at times i've pondered the question: to what extent are the attackers compromising the browser -- rather than the o/s -- to work their trade?
It would appear the answer is "yep" according to article pub in Info Week Nov 7
there was this
the question here is: to what extent does/can AppArmor prevent un-authorized modifications to Firefox or Chrome ?If you've got $3,931 burning a hole in your pocket, speak Russian, and want to invest in a crimeware toolkit, you're in luck. That's the price for the latest version of the Citadel malware, code-named Rain Edition (220.127.116.11), which includes all of the latest malware mod cons: advanced Firefox and Chrome data-stealing plug-ins, advanced Web injection techniques to modify code on targeted websites, and easier updating for Trojan files that have been used to infect PCs. The malware also sports an easy-to-use, browser-based interface for running the command-and-control (C&C) infrastructure that sends instructions to infected PCs in the botnet -- and retrieves stolen data -- as well as infection analytics.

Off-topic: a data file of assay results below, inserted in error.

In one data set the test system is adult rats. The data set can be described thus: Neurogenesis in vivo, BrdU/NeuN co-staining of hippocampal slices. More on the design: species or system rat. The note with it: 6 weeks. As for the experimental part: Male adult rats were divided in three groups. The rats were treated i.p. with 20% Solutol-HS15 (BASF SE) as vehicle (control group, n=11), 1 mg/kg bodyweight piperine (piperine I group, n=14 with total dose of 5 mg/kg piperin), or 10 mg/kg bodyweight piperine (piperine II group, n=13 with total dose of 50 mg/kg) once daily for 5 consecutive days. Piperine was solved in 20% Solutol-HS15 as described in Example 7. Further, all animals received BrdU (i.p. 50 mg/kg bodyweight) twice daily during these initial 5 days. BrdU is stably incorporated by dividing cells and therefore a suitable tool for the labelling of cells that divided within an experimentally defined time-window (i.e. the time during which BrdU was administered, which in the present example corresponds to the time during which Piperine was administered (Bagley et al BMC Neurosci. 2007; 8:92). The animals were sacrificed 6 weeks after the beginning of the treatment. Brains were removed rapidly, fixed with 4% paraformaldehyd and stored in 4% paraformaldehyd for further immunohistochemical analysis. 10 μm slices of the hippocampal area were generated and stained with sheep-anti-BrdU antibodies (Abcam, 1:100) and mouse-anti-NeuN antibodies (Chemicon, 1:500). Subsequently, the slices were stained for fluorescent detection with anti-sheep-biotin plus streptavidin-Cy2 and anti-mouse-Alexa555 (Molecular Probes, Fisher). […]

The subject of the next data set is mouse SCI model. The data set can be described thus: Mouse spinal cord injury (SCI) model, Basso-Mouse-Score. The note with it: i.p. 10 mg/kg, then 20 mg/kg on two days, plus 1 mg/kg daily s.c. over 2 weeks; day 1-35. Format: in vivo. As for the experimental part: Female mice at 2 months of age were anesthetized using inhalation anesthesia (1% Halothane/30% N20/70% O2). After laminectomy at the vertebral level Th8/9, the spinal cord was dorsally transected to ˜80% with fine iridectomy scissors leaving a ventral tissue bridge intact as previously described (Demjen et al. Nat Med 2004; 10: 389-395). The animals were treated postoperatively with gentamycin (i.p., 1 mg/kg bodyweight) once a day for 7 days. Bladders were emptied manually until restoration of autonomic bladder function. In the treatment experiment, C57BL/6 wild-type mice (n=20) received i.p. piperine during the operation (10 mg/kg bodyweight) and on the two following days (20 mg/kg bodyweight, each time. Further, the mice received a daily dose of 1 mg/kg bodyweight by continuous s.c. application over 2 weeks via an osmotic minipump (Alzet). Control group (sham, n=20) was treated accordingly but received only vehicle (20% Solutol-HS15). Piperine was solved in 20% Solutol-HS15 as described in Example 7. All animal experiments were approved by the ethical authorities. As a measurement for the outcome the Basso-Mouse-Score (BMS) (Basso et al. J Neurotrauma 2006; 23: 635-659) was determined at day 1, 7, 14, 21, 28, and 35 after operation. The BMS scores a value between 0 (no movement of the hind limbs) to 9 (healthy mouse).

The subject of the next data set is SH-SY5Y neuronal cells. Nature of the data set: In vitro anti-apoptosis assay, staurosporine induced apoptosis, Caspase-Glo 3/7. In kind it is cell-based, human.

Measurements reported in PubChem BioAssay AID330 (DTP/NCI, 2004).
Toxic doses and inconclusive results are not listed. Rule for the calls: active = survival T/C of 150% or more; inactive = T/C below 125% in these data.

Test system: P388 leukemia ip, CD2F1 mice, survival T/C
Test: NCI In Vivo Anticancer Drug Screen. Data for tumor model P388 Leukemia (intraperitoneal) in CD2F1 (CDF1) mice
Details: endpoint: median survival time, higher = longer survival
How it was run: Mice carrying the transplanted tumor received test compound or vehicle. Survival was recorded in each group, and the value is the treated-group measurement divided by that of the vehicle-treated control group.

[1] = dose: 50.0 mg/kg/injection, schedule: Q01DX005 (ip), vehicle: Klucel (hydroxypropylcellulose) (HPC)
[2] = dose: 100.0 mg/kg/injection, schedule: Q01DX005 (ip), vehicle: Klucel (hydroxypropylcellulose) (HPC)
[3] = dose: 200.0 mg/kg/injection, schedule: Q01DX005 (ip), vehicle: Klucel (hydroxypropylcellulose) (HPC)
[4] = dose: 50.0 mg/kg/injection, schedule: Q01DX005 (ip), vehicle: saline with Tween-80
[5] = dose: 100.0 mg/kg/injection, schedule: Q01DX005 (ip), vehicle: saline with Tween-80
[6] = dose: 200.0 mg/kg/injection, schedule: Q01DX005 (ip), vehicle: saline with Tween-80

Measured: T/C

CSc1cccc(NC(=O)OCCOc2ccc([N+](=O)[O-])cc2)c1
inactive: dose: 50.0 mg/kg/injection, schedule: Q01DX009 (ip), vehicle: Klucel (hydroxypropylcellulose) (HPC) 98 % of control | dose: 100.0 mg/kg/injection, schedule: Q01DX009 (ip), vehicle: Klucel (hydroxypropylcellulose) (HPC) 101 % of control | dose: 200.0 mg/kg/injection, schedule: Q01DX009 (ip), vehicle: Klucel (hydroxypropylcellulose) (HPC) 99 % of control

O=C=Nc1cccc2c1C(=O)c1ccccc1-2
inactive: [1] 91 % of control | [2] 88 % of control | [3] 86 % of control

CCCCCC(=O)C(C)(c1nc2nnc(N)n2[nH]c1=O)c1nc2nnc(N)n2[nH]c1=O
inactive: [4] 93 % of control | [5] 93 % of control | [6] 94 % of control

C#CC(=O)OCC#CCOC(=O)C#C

I'm running the Firefox Profile by Jamie Strandboge of Canonical now.
My question is: does this prevent addition of un-authorized plug-ins and if so should i know how to check this in the profile ?
we would need to know -- what components would the hacker need to modify to add an un-authorized plug-in and -- how to we deny access in the AppArmor profile to prevent this